Relationship And Human Developmental
Integrative Inquiry Project Wendy Bianchini Morrison
As part of the requirements of a university CORE IS course, you will be required to fulfill a semester long inquiry project. This project will include scholarly research into a topic of your choice, written progress throughout the semester, a final written paper describing your inquiry findings, and a “Pecha Kucha” style presentation to your classmates in a small group at the end of the semester.
Integrative Inquiry Project: 185 TOTAL POINTS Human Development is an INTERDISCIPLINARY field, meaning research from almost every field of study contributes to our knowledge and understanding of human development.
As a CORE IS course, our class contains students from many different fields of study. Therefore, we are going to use our interdisciplinary make-up to see how these different disciplines impact development. We are going to be using Urie Bronfenbrenner’s Ecological Systems Model as a starting point.
Ecological systems theory, developed by Urie Bronfenbrenner, also called developmental systems theory or human ecology theory, identifies five environmental systems with which an individual interacts: the microsystem, the mesosystem, the exosystem, macrosystem, and the chronosystem. This theory provides the framework from which developmentalists study the relationships with individuals’ contexts within communities and the wider society.
INQUIRY: In your field of study, or if undecided, an area of study of interest to you, identify one factor that you are interested in and analyze its impact on human development.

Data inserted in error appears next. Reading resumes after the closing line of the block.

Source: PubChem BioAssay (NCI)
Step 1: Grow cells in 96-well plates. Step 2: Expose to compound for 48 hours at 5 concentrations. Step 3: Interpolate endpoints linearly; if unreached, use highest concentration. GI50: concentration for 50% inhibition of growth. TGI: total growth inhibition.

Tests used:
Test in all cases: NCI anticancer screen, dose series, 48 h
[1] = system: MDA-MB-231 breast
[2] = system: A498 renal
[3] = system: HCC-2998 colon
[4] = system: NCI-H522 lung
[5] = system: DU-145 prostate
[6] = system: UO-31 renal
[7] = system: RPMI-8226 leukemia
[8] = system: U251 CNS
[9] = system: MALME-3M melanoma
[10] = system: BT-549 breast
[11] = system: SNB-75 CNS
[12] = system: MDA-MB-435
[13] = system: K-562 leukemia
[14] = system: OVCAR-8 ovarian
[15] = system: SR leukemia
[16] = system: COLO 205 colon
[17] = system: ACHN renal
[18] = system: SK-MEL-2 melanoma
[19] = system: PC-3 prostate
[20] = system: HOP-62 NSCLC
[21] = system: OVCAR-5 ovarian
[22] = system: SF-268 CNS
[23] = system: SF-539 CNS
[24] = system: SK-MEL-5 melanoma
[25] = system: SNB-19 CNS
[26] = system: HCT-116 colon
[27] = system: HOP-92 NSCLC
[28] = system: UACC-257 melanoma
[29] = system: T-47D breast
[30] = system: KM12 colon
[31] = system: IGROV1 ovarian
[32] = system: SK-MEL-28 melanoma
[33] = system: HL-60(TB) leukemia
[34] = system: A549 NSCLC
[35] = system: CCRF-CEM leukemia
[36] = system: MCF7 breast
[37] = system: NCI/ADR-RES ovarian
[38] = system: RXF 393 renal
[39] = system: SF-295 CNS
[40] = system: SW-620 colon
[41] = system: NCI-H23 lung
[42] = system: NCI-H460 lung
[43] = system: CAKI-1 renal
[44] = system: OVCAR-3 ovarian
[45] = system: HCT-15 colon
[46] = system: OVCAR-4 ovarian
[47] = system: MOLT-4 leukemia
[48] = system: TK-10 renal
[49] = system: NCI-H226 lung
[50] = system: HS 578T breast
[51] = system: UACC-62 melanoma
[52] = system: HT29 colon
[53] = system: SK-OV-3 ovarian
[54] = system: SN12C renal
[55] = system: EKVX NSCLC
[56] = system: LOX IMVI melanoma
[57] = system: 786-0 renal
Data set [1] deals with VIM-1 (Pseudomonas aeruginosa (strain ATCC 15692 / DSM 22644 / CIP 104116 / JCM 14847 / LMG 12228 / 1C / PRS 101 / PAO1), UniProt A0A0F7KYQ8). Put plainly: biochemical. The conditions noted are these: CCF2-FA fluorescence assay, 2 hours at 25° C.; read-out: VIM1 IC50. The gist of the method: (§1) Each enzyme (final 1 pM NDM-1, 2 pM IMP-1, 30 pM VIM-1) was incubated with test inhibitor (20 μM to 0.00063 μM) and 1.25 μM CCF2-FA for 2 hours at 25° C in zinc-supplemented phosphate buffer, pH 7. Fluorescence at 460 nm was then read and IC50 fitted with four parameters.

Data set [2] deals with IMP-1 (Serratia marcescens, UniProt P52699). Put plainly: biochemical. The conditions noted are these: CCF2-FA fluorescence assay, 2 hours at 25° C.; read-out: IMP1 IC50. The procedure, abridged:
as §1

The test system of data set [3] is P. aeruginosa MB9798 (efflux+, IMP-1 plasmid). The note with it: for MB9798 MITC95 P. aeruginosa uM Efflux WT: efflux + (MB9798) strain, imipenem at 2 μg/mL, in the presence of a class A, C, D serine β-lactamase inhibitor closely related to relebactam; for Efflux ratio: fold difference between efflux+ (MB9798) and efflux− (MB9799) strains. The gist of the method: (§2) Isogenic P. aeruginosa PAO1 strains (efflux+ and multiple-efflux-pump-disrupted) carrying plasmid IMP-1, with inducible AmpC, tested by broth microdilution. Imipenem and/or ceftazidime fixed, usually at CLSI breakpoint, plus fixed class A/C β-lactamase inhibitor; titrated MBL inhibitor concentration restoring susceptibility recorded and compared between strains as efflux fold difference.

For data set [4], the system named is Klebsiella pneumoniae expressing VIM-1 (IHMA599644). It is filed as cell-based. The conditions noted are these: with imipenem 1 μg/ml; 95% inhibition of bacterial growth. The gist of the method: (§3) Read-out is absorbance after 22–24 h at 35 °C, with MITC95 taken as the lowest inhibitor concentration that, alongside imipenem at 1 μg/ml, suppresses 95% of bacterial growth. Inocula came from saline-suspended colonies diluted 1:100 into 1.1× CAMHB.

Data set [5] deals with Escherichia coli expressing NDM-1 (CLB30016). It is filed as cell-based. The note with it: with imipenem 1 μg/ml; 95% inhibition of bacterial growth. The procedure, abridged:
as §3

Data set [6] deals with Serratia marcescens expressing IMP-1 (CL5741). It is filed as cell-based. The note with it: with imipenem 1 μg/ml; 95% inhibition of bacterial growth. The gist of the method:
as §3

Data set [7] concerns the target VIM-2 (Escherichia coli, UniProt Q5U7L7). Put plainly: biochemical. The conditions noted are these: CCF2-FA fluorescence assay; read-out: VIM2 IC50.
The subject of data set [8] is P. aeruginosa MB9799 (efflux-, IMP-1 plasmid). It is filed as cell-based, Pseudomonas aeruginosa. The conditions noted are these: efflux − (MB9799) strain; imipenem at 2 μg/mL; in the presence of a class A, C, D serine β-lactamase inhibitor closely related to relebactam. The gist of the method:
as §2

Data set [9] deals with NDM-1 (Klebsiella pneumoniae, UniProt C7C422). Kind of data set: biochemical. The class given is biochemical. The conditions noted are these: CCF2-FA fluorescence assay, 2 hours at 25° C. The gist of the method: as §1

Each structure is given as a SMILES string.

INQUIRY QUESTION: How does some factor of your choice impact human development?
Examples of broad topics—you can make your topic more specific if you would like:
What is the impact of the food children have access to in schools on human development?
What is the impact of the design of a building, a neighborhood or a city on human development?
What is the impact of having healthcare coverage or not on human development?
What is the impact of different types of early childhood education on human development (ie: Montessori, Waldorf, Head Start, etc.)?
What is the impact of photography, film or other art/entertainment on human development?
What is the impact of a particular historical event on human development?
What is the impact of a specific agricultural practice on human development?
What is the impact of access to clean water on human development?
What is the impact of a specific mental illness on human development?
Engage in a comprehensive inquiry of your chosen topic.
Your inquiry will include:
– at least two peer-reviewed academic journal articles related to your topic. – at least one cross-cultural example comparing your topic in one culture (this would
most likely be your own culture) to a similar or comparable topic in another culture. – at least one face-to-face interview with a professional related to your topic (think
about interviewing a professor in your department, or someone else with professional expertise. You may also conduct additional interviews with non- professionals with experience with your topic.)
– interactive exploration of your topic (this should include visiting relevant sites, such as schools, neighborhoods, art exhibits, medical settings, etc., interviewing others about your topic, and documenting what you find by taking photos, making notes).
The project includes the following components:
1) Participate in a research session at the MSU library: 10 points. 2) Work on the project in stages throughout the semester, including identifying your inquiry topic:
10 points, completing an annotated bibliography: 25 points, and a draft of your paper: 50 points.
3) Create a 5-6 page research paper summarizing the results of your inquiry: 50 points. 4) Create a peer-evaluated “Pecha Kucha” presentation to share your findings in small groups: 40